“Engineers at Cray noted that the HPC community was hungry for alternative parallel programming languages and developed Chapel as part of our response. The reaction from HPC users so far has been very encouraging—most would be excited to have the opportunity to use Chapel once it becomes production-grade.”
In this video from the 2016 HPC User Forum in Austin, a select panel of HPC vendors describe their disruptive technologies for high performance computing. Vendors include: Altair, SUSE, ARM, AMD, Ryft, Red Hat, Cray, and Hewlett Packard Enterprise. “A disruptive innovation is an innovation that creates a new market and value network and eventually disrupts an existing market and value network, displacing established market leading firms, products and alliances.”
Gary Paek from Intel presented this talk at the HPC User Forum in Austin. “Traditional high performance computing is hitting a performance wall. With data volumes exploding and workloads becoming increasingly complex, the need for a breakthrough in HPC performance is clear. Intel Scalable System Framework provides that breakthrough. Designed to work for small clusters to the world’s largest supercomputers, Intel SSF provides scalability and balance for both compute- and data intensive applications, as well as machine learning and visualization. The design moves everything closer to the processor to improve bandwidth, reduce latency and allow you to spend more time processing and less time waiting.”
Today the Energy Department’s Advanced Manufacturing Office announced up to $3 million in available funding for manufacturers to use high-performance computing resources at the Department’s national laboratories to tackle major manufacturing challenges. The High Performance Computing for Manufacturing (HPC4Mfg) program enables innovation in U.S. manufacturing through the adoption of high performance computing (HPC) to advance applied science and technology in manufacturing, with an aim of increasing energy efficiency, advancing clean energy technology, and reducing energy’s impact on the environment.
Andrew Jones from NAG presented this talk at the HPC User Forum in Austin. “This talk will discuss why it is important to measure High Performance Computing, and how to do so. The talk covers measuring performance, both technical (e.g., benchmarks) and non-technical (e.g., utilization); measuring the cost of HPC, from the simple beginnings to the complexity of Total Cost of Ownership (TCO) and beyond; and finally, the daunting world of measuring value, including the dreaded Return on Investment (ROI) and other metrics. The talk is based on NAG HPC consulting experiences with a range of industry HPC users and others. This is not a sales talk, nor a highly technical talk. It should be readily understood by anyone involved in using or managing HPC technology.”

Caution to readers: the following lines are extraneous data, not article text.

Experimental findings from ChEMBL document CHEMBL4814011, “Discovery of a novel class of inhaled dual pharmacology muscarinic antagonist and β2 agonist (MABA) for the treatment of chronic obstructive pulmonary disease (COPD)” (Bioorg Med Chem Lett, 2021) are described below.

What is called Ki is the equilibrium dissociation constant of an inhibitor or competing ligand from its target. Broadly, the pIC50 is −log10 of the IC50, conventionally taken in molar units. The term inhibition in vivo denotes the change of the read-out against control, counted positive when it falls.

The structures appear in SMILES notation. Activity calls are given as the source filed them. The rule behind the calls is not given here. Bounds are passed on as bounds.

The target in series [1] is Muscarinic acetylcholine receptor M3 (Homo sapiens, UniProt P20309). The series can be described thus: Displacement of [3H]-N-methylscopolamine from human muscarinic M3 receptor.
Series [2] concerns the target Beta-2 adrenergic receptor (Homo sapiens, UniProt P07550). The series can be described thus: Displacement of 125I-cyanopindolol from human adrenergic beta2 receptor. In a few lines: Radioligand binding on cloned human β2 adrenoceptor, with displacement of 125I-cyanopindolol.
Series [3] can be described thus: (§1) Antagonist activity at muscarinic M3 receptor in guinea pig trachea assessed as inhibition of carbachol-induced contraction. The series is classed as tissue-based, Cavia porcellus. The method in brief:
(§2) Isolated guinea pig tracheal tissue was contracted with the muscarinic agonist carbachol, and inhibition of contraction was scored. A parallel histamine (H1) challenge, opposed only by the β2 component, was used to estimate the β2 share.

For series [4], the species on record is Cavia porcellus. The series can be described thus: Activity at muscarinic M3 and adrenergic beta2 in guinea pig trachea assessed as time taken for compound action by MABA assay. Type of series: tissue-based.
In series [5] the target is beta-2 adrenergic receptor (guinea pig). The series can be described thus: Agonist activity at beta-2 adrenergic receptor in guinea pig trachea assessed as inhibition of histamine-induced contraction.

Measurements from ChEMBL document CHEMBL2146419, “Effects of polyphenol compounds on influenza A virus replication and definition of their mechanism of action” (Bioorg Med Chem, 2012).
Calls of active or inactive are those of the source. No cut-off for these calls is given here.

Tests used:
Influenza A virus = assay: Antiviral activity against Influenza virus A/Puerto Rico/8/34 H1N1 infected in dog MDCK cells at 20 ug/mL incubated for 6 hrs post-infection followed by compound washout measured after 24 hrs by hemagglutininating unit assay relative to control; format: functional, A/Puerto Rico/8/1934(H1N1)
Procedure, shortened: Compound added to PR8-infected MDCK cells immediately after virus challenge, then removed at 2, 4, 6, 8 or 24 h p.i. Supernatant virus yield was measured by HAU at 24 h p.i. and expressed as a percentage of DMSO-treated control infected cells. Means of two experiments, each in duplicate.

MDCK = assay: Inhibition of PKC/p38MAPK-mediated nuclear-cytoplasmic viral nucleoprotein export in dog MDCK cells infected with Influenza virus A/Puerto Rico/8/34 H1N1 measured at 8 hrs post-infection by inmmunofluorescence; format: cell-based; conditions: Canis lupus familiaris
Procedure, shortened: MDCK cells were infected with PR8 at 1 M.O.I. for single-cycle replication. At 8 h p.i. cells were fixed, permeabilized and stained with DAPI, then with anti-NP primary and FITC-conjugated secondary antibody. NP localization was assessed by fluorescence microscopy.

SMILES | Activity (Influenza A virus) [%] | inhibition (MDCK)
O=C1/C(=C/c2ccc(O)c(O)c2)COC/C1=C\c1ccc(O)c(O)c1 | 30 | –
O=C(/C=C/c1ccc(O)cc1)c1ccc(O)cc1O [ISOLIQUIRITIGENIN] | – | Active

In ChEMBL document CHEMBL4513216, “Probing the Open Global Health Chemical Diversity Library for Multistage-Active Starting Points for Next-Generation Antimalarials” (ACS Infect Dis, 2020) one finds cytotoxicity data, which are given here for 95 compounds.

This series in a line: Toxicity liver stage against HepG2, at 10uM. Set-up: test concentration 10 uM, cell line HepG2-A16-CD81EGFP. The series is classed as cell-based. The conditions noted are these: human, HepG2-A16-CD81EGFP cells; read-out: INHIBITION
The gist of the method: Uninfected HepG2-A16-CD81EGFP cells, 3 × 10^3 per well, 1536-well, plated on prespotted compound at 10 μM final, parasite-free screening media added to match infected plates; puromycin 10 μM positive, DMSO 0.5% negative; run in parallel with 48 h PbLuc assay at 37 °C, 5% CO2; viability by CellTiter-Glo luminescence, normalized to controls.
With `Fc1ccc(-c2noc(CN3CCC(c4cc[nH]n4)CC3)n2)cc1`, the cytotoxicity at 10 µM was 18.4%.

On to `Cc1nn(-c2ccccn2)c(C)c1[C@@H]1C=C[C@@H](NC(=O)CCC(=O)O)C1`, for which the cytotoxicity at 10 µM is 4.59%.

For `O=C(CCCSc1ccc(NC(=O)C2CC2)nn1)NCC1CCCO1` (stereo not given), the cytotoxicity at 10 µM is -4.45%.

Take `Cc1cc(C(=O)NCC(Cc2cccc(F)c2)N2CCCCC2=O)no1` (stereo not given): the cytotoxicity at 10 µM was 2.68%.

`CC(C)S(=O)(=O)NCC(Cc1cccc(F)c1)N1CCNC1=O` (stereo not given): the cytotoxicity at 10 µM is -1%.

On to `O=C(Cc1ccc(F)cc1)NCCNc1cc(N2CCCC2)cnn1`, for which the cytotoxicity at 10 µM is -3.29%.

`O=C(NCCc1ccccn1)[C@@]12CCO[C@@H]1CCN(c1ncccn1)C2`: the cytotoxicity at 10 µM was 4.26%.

Leonardo Flores from the European Commission presented this talk at the HPC User Forum. “The Cloud Initiative will make it easier for researchers, businesses and public services to fully exploit the benefits of Big Data by making it possible to move, share and re-use data seamlessly across global markets and borders, and among institutions and research disciplines. Making research data openly available can help boost Europe’s competitiveness, especially for start-ups, SMEs and companies who can use data as a basis for R&D and innovation, and can even spur new industries.”
Yutaka Ishikawa from Riken AICS presented this talk at the HPC User Forum. “Slated for delivery sometime around 2022, the ARM-based Post-K Computer has a performance target of being 100 times faster than the original K computer within a power envelope that will only be 3-4 times that of its predecessor. RIKEN AICS has been appointed as the main organization for leading the development of the Post-K.”
Coming to SC16? Intel is hosting a one-day Lustre training session on Friday November 18th, 2016 at the Sheraton in Salt Lake City. “You can expect the top Lustre experts to spend the day with on the training topics that you care about.”
Supermicro’s density optimized 4U SuperServer 4028GR-TR(T)2 supports up to 10 PCI-E Tesla P100 accelerators for up to 210 TFLOPS FP16 peak performance with GPU Direct RDMA support. Supermicro’s innovative and GPU optimized single root complex PCI-E design is proven to dramatically improve GPU peer-to-peer communication efficiency over QPI and PCI-E links, with up to 21% higher QPI throughput and 60% lower latency compared to previous generation products. These 4U SuperServers support dual Intel Xeon processor E5-2600 v4/v3 product families, up to 3TB DDR4-2400MHz memory, optional dual onboard 10GBase-T ports, and redundant Titanium Level (96%) digital power supplies.
“Nimbis was founded in 2008 by HPC industry veterans Robert Graybill and Brian Schott to act as the first nationwide brokerage clearinghouse for a broad spectrum of integrated cloud-based HPC platforms and applications. Our fully integrated online Technical Computing Marketplace comprises several stores hosting modeling and simulation applications on HPC platforms in the cloud.”